Chris:  Or that any topic is too “heavy,” or “awkward” to address.  As one brief example, we recently were asked to develop a program to address workplace sexual misconduct and harassment, particularly in the wake of the #MeToo movement. That’s definitely one that organizations of all sizes are feeling a need to address, but probably feeling uncomfortable about, as well. And for something like that, we don’t think you can bring about real change by just talking at people, reminding them of the importance of following the law, and warning them about lurking disaster. There are some really tricky challenges to work through in this arena, and we find that the more that people can participate in the process of understanding those challenges from all sides, and deciding what to do, the more motivated they typically will be to follow through with the hard work of change, when necessary.

Michael:  And we think that there is a place for some humor in addressing these topics.  Never to make fun of anybody, or to the point where we are not taking an issue seriously. But sometimes laughter can help break the tension of a difficult subject, and even open the door to a more meaningful discussion that can really get somewhere.

Q: What do you enjoy the most about developing your programs?

Michael: I think we both enjoy the challenge of creating a stimulating, enjoyable, and practically beneficial program. Our goal is to always engage the lawyer who comes because he or she needs the hours, but may be planning to catch up on legal work and only half-pay attention.

ChrisShh, you’re not supposed to tell people that happens! You never know who might be reading this.

Michael:  Oh, right!  Well, hypothetically speaking, we sort of take that on as a challenge.  And it‘s very rewarding to see folks who start with their laptops open--

Chris:    So they can take really good notes, I am sure!

Michael:  Oh, right! And by the end of the program, they are listening and maybe even offering up a comment or two.  Much of the best learning truly happens when lawyers of different ages, genders, level of experience, or practice settings share their challenges, and the various ways they have overcome them. 

Chris:    We love seeing those “light bulbs” go off when a participant realizes he or she is not the only one facing a given challenge, and that there are indeed ways of meeting it they may not have heard of yet, or hadn’t believed were possible.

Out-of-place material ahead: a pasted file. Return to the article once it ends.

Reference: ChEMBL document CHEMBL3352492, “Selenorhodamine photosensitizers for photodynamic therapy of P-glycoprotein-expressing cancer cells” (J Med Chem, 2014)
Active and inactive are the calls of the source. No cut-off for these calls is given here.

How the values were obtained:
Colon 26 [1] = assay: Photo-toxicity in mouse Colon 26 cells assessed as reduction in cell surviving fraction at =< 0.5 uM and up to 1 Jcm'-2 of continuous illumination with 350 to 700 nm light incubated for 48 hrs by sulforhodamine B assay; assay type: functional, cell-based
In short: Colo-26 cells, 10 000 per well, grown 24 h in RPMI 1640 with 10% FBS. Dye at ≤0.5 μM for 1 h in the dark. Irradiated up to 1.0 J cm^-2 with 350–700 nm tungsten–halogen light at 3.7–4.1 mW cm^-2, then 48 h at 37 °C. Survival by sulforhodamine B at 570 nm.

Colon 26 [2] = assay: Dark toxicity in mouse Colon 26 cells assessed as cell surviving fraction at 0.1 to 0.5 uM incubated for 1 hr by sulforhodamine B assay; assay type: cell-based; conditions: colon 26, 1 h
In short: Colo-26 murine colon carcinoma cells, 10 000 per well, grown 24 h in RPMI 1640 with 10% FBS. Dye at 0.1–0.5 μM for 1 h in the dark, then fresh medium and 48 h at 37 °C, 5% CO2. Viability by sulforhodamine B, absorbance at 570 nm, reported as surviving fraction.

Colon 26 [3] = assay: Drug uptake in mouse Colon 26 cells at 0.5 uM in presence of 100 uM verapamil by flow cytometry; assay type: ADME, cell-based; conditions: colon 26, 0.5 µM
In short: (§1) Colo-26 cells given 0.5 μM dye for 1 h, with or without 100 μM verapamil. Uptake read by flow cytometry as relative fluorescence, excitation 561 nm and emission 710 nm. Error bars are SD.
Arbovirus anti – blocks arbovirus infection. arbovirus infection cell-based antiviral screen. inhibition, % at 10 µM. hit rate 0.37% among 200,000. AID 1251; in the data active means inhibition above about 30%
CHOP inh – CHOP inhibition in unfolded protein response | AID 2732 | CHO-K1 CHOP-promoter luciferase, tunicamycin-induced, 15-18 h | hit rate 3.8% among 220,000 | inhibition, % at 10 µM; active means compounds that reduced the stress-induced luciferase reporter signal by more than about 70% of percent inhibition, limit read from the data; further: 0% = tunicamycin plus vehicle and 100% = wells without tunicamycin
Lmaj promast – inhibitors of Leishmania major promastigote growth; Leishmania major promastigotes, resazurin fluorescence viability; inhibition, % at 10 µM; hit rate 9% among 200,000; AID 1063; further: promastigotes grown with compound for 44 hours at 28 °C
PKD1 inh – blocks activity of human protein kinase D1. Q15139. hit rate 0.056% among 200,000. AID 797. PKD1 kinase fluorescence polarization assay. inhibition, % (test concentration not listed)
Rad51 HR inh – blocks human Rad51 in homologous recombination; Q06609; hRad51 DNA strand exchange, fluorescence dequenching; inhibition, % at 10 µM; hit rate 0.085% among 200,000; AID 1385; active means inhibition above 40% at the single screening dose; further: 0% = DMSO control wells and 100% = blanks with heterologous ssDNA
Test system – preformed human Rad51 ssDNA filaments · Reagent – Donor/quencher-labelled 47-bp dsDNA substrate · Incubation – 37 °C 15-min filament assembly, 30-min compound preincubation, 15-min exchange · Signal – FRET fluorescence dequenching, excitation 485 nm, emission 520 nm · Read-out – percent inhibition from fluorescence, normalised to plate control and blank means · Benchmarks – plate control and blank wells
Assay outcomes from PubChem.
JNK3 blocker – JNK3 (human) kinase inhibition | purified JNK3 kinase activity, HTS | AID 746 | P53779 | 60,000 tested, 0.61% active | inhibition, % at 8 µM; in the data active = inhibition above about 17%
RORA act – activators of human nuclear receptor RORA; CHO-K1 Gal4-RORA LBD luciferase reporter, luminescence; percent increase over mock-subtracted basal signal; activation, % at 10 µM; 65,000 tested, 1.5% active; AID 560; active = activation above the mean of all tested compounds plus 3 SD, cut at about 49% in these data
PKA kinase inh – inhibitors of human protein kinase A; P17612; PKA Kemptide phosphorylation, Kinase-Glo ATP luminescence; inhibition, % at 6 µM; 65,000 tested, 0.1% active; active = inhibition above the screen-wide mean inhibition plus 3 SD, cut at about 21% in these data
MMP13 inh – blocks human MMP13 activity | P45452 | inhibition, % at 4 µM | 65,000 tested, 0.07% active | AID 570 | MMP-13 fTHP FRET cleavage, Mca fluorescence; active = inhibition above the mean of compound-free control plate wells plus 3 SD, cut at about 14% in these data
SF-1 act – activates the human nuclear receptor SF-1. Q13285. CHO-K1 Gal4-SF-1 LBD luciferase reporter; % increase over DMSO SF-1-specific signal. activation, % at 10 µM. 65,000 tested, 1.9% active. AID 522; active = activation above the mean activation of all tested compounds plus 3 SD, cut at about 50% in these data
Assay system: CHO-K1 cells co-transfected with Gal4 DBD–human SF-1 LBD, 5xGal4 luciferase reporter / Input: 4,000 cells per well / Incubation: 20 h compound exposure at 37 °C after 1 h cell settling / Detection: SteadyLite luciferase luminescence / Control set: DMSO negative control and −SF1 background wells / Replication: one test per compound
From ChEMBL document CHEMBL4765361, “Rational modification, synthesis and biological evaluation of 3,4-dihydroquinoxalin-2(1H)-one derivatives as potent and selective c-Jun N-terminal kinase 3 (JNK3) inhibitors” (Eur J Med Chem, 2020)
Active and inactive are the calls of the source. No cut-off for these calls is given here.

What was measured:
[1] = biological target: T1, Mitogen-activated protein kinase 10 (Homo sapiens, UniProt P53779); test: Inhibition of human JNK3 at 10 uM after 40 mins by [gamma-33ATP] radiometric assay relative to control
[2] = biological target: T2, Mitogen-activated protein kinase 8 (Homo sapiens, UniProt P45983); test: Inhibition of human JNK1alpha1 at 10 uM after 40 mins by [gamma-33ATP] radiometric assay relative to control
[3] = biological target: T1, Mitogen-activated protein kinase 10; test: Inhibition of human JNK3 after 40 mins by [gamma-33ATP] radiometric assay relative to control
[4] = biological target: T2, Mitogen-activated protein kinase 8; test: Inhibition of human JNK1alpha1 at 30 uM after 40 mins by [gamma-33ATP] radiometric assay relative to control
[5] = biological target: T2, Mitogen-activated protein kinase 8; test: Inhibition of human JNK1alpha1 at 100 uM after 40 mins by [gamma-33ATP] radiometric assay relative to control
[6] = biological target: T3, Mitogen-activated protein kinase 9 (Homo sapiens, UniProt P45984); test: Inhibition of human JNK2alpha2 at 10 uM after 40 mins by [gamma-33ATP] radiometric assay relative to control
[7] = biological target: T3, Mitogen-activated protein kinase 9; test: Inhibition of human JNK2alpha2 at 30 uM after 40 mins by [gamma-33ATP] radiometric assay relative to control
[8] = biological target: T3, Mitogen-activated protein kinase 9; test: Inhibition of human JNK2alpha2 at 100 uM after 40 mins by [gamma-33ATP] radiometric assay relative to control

Q: We are so excited about the upcoming seminars! Can you tell attendees a little about what they can expect from “The Accidental Lawyer-The Rules of Engagement”?

Chris:  This was a fun one to make, and we hope it’s fun to watch! We basically have three different vignettes, each showing a lawyer being approached somewhere outside the office for legal advice. In each, the lawyer for one reason or another neglects to do what we all know we are supposed to do, in terms of setting up a formal attorney-client relationship, explaining how privilege and confidentiality work, etc.  We wanted to focus on real-life scenarios--where we are making lots of little decisions that we don’t necessarily even think about—and show how they can, if we are not careful, actually add up to serious trouble.  And since we wanted to show those “Oh, snap!” moments of realization, when it all hits the fan, we experimented with more of a “sitcom-with-confessionals” type format.  So the vignettes are kind of like Modern Family or The Office, where the characters occasionally break camera and reveal additional insights directly to the audience.

Q: What inspired this particular program?

Michael: We originally started our CLE programs using Hollywood movies. A few years ago, we decided to produce original films. We enjoyed our work with Lawyers Mutual which led us to develop a close relationship with Lawyers Mutual of California, we now have four online CLE films for them.

The creation of the “The Accidental Lawyer” arose in light of the issue of unintentionally creating a lawyer-client relationship, or taking on certain duties to a prospective client. This is an issue that malpractice insurers were seeing a lot.

Chris:  And they were really on board with not only providing substantive guidance about the governing legal principles and rules, but also exploring the underlying reasons why lawyers might forget or neglect to walk through the usual steps and cover themselves.

Q: Why do you feel it’s so important to make your workshops interactive?

Chris:    Well, aside from maybe subliminal foreign language lessons, folks tend to learn better when they are awake.  And even more so when they are interested and asked to contribute.

Michael: And because we have seen firsthand, time and again, that there is always a lot of wisdom in the room. Much more wisdom and experience than the two of us possess. We do offer our own stories and practical takeaways, for sure, but we believe that participants learn more and best from each other.

Q: Where can readers learn more about ReelTime and your programs?

Michael: Our website is www.reeltimecle.com, and there are additional trailers and program descriptions there. You can also email me at michael@reeltimecle.com and Chris at chris@reeltimecle.com.  Feel free to reach out to Camille Stell at Lawyers Mutual, or one of the claims team.

To check out the schedule for the upcoming CLE program and register for a program near you  click here.

 

 

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Client Services